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Thinking Through The Fog of War

18 Mar 2008

While looking for Fahrenheit 9/11 among the piles of DVDs at our friendly neighborhood pirated video stall, I came across the documentary The Fog of War: Eleven Lessons from the Life of Robert S. McNamara. I knew of McNamara no more than he was a top US government official involved in the Vietnam War, while I’ve heard of filmmaker Errol Morris’ predilection for documenting the bizarre, which included pet cemeteries, a man whose job is to set up and repair execution equipment in prisons, people who mutilate themselves for insurance money, and murderers. I bought it, not quite knowing what to expect of the Morris-McNamara combination and at the same time looking foreward to see how a filmmaker like Morris would deal with an overtly political subject as McNamara. Had he found anything quirky about the former US Secretary of Defense?

Lessons from the Life of Robert Strange McNamara

The film it turned out is a long interview of McNamara at age 85 smoothly interspersed with archival footages of battle, graphics made for the film and recorded conversations between McNamara and former US President John Kennedy and McNamara and former US President Lyndon Johnson. As he talks McNamara keeps the assured and methodical manner of his younger self, which had been described in various newspaper, magazine, and TV reports as “arrogant,” “egotistical,” and an “IBM machine with legs.” He’s recounting major events in his career such as his work in the Statistical Control unit of the Air Force, where he analyzed target statisctics and recommended ways of making bombing more efficient, how it was serving under the brutal commander LeMay who firebombed multiple Japanese cities before dropping the atomic bomb on Nagasaki and Hiroshima, and how a clash between the US and the Soviet Union was prevented during the Cuban Missile Crisis. He tells of how he understands those events now, reflecting and looking back, and admits that he had made mistakes, “errors of judgment,” but he is far from apologetic.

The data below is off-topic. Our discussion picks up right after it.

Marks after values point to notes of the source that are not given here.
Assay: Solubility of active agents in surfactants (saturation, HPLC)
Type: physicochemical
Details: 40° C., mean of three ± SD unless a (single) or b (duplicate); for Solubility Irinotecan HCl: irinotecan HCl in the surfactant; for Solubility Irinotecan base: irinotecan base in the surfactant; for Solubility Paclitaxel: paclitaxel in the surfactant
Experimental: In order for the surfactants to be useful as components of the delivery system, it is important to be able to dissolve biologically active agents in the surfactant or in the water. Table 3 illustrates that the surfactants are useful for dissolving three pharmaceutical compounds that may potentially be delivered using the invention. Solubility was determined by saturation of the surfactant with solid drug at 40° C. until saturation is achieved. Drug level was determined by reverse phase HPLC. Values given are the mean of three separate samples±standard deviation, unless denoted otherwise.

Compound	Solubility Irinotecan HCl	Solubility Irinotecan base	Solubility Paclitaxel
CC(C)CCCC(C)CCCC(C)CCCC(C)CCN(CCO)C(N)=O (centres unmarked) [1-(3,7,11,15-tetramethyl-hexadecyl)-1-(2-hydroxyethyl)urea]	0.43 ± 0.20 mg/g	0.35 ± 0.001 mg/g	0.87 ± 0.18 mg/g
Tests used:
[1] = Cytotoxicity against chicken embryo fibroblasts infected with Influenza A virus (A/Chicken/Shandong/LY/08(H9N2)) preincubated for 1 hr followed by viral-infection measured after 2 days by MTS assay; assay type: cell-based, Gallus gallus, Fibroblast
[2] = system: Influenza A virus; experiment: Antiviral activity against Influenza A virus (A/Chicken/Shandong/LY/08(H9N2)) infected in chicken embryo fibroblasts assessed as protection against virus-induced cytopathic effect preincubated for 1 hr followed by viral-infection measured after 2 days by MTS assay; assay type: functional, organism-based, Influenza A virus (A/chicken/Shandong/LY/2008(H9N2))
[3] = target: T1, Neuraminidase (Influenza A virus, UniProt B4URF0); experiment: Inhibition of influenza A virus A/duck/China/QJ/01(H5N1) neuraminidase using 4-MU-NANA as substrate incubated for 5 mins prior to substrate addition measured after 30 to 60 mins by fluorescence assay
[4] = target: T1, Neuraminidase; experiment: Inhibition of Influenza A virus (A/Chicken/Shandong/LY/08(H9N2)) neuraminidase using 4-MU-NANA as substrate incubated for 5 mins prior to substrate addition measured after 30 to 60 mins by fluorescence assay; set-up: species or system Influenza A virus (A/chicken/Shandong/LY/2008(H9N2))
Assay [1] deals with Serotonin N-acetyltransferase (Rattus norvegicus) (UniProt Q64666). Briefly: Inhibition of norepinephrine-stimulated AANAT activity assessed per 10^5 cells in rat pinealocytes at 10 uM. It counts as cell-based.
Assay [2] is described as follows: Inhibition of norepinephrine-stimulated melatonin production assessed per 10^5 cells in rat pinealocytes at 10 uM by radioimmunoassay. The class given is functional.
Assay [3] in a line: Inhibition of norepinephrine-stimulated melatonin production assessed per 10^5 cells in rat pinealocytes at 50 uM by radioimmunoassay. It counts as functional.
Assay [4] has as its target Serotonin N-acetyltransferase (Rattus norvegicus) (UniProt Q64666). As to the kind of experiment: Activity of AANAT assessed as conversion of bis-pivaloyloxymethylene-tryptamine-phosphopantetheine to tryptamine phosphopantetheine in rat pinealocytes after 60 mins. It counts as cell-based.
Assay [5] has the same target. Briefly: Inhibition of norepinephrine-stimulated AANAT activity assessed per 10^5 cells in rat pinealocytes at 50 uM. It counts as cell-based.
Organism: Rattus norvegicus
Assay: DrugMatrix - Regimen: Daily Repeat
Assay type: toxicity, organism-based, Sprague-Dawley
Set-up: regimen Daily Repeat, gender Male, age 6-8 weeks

What impressed upon me was the film’s resistance to spew cheese, as some documentarists are wont to do in advancing their cause. It refuses to bank on pathos, if it is to be a tirade against US aggression. For instance, Morris does not show footages of soldiers or civilians dying amidst battle until the part discussing the Vietnam War, against which he is said to have rallied against. But The Fog of War also baffled me. I was used documentaries that clearly stated their views, and couldn’t tell offhand what the film was trying to point out. It neither portrays McNamara as a vicious war criminal nor someone who is now trying to absolve himself through The Fog of War and working for many years in an institution widely publicized as humanitarian, the World Bank. The lessons, which formed the backbone of the whole documentary, seemed to me conflicting and on the whole aloof: “Empathize with your enemy,” “Maximize efficiency,” Belief and seeing are both often wrong,” “In order to do good, you may have to engage in evil.” It seemed to me as equivocal as McNamara who says he doesn’t fault Truman for dropping the atomic bomb. As noted by Morris, he also had refused to speak against the Vietnam War after leaving the Johnson administration while believing that the US should pull out its troops. He refrains from answering when Morris asked whether or not he felt guilty about his participation in the Vietnam War. Is Morris merely playing a postmodern trick while riding on the marketability today of things about war, with the US wars against Iraq and Afghanistan still raw in the minds of people?